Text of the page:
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Rant #445
(published July 30, 2009)
Reynolds and Me
by Barry Basden
Reynolds, as black as pure Africa, bunked next to me in Korea circa 1962 and introduced me to Etta James on his cheap record player. At the end of the month, too broke to make it to the enlisted club or out the gate to the village, we drank cheap whiskey in our double-bunked Quonset hut while Etta'a powerful voice made us ache and threatened to destroy his puny speaker.

We put aside obvious differences and eventually became inseparable, able to say anything to each other. "You're a spade," I said one drunken night, "and I'm not. So fucking what?"

Reynolds, a skinny point guard kind of guy, stood between me and the chief of maintenance, a black staff sergeant built like a prison weight lifter. The sarge played the Army's game, a sharp lifer in creased fatigues, with hooded eyes and a hatred of all things white. Reynolds's friendship with me kept him off stride and me off a lot of shit details.

The Army may have been officially integrated, but segregation ruled. Southern crackers had their country-western clubs in the village and their own whores. Blacks hung out somewhere else. Reynolds didn't care. He took me into their dens of pounding rhythms and let it be known that I was with him. He strutted and preened and made the girls laugh while I drank beer at the bar and watched the swirling dancers, careful not to talk to or touch any of the girls.

Not that I cared that much. I was often too enraged at some Army idiocy to be comforted by a yobosayo and missed many curfews just to thwart the green monster.

I complained about everything: the cooks feeding us sorry chow while selling our steaks and fresh fruit in the ville, the command group dumping all the transient soldiers into our crowded hooch, open-locker inspections on Saturdays, and other chickenshit garrison rules that our remote radio sites didn't suffer. Anything that struck me as unfair. I was still too fucking dumb to recognize the world's lack of fairness.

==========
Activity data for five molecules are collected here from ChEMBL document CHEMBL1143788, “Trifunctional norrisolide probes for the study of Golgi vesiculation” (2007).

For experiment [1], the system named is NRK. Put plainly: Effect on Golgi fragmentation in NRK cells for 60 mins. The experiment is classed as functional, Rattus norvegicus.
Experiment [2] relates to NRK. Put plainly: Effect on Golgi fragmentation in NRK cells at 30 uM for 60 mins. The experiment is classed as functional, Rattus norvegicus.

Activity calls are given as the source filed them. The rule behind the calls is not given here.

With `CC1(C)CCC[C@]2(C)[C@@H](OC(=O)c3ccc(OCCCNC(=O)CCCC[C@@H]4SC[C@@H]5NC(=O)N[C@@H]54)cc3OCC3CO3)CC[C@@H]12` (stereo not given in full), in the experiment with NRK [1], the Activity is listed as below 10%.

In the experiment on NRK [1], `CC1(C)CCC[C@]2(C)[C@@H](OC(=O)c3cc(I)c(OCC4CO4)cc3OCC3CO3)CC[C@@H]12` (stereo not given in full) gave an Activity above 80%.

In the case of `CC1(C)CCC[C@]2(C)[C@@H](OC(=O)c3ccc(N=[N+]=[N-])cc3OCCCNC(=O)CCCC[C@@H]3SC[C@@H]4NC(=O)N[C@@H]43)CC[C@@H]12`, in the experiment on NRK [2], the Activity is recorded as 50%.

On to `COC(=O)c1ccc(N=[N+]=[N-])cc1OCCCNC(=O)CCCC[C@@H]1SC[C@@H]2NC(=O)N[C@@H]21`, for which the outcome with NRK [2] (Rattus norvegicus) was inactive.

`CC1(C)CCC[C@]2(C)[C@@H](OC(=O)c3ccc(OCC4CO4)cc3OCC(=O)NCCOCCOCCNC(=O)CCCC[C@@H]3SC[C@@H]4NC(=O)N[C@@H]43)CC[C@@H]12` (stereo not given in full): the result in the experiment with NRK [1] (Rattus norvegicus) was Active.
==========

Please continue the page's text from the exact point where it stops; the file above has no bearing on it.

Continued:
In a few months I found myself the de facto leader of other malcontents. After the club closed one night, we tore down the 50-foot television antenna that brought Armed Forces Network-Seoul into the noncommissioned officers' hut. Rank lost one privilege that night to our perpetual rage, the kind that would lead a few years later to so many fraggings in Nam.

With bad hangovers, I fell out on the company's morning runs, feigning injury. A lieutenant finally sent me to sick call to see if I was malingering, which I freely admitted to the doc, a little Jewish captain with horn-rimmed glasses who'd treated my VD. "Where'd you get that yobosayo I saw you with the other night?" I asked. "That wasn't no village whore."

He shook his head and smiled. "Get out of here and stop being such a fuckup."

But I didn't, and such revolts finally led to an Article 15, less than a court-martial, but bringing extra duty to the lot of us—me, five younger white guys, and Reynolds, the only black among us. Baiting the Army made no sense to most blacks, who knew well the ways of the real world.

One afternoon I blew off my extra duty and went to the club instead. Next day our new first sergeant called me in. "I've looked at your scores," he said. "They're top-notch, so I don't know what's wrong with you and I don't care." His eyes were cold blue steel. "If you don't stop this shit, I'm going to send you to jail. Understood?"


I met Reynolds at the club, dark and smoky in the late afternoon. "We have to cool it," I said. "We're short, fifty-one days and a wake-up, then we're out of here."

"Don't be selling me no wolf tickets," he said, and sipped his seven and seven. "Fifty-one days is forever."

I couldn't reach him. Early in the tour, he may have hung with me just to watch over my crazy ass, but my lack of restraint had finally unleashed his own demons. We both had gotten "Dear John" letters and his still showed in his eyes.

I put my hand on his arm. "They will put you in jail, good buddy. You can't beat them."

He looked at me like he didn't know who I was. "Fuck the Army," he said finally, and disappeared into the village that night.

They put him in the stockade and he missed the boat home. Not me. Something inside me always stood outside, keeping me from final destruction.

Alone at the rail, I watched flying fish leap out of the blue Pacific and planned how I might talk my estranged wife into coming to Fort Lewis with me.

After we set up house off post, a letter came from Reynolds, wanting to get together again. But here, back in the Land of the Big PX, I never replied.

Barry Basden edits the Camroc Press Review.

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